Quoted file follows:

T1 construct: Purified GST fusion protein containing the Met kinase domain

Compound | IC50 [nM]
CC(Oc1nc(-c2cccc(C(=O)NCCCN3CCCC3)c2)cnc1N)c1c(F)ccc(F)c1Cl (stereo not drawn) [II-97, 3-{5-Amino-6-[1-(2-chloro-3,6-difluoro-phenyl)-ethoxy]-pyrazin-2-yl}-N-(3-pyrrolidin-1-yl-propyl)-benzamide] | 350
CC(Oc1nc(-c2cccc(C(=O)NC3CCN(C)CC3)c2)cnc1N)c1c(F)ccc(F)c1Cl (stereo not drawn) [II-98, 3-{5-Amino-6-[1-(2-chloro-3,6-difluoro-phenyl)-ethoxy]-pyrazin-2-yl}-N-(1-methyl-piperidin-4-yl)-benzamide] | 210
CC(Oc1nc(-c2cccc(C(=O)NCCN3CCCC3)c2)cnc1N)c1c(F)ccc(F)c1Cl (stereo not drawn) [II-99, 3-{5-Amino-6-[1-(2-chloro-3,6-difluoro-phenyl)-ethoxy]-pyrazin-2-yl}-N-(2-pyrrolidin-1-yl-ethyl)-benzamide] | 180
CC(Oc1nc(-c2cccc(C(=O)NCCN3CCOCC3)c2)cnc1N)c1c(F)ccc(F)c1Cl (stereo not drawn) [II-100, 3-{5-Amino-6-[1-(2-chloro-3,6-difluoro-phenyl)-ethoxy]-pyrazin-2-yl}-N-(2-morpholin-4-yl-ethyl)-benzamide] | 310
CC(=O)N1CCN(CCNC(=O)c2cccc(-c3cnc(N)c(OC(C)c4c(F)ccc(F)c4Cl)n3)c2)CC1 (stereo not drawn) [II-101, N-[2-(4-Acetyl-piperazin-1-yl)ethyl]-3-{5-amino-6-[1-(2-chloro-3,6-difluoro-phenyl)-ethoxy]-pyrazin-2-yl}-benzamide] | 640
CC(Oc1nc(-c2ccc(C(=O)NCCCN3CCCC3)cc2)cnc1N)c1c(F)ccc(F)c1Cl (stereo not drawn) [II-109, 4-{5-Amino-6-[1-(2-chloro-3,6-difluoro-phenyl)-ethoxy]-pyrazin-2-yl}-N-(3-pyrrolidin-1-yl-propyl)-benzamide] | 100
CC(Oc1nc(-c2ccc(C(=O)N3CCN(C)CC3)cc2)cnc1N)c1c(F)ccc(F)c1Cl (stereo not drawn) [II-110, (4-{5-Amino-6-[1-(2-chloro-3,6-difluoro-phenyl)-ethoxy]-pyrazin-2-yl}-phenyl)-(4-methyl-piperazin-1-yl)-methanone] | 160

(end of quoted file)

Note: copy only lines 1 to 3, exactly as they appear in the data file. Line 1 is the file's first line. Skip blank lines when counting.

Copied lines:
T1 construct: Purified GST fusion protein containing the Met kinase domain

Compound | IC50 [nM]
CC(Oc1nc(-c2cccc(C(=O)NCCCN3CCCC3)c2)cnc1N)c1c(F)ccc(F)c1Cl (stereo not drawn) [II-97, 3-{5-Amino-6-[1-(2-chloro-3,6-difluoro-phenyl)-ethoxy]-pyrazin-2-yl}-N-(3-pyrrolidin-1-yl-propyl)-benzamide] | 350